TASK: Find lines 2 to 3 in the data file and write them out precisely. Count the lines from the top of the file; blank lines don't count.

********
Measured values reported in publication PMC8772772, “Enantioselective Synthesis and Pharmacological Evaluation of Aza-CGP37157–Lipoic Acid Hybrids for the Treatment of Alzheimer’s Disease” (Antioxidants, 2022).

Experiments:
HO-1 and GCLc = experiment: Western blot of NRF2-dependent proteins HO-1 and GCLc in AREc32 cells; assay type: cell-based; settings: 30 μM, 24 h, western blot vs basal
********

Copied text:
Experiments:
HO-1 and GCLc = experiment: Western blot of NRF2-dependent proteins HO-1 and GCLc in AREc32 cells; assay type: cell-based; settings: 30 μM, 24 h, western blot vs basal